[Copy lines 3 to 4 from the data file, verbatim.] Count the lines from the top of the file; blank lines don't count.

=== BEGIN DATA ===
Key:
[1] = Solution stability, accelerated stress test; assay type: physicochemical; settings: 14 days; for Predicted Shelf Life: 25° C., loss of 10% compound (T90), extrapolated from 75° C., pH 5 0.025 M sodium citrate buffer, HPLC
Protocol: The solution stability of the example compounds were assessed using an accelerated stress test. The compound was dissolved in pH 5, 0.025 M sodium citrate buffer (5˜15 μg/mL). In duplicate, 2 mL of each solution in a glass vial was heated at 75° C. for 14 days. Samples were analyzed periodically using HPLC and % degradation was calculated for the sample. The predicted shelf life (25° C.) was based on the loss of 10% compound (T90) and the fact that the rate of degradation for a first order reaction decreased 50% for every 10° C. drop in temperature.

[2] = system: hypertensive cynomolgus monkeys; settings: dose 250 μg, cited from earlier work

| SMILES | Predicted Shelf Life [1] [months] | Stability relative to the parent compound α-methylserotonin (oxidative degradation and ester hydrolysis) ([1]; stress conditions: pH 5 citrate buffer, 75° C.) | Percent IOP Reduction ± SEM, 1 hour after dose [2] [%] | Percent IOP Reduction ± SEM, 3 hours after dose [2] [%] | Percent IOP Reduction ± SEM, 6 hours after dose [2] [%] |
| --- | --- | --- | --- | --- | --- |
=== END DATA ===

Protocol: The solution stability of the example compounds were assessed using an accelerated stress test. The compound was dissolved in pH 5, 0.025 M sodium citrate buffer (5˜15 μg/mL). In duplicate, 2 mL of each solution in a glass vial was heated at 75° C. for 14 days. Samples were analyzed periodically using HPLC and % degradation was calculated for the sample. The predicted shelf life (25° C.) was based on the loss of 10% compound (T90) and the fact that the rate of degradation for a first order reaction decreased 50% for every 10° C. drop in temperature.

[2] = system: hypertensive cynomolgus monkeys; settings: dose 250 μg, cited from earlier work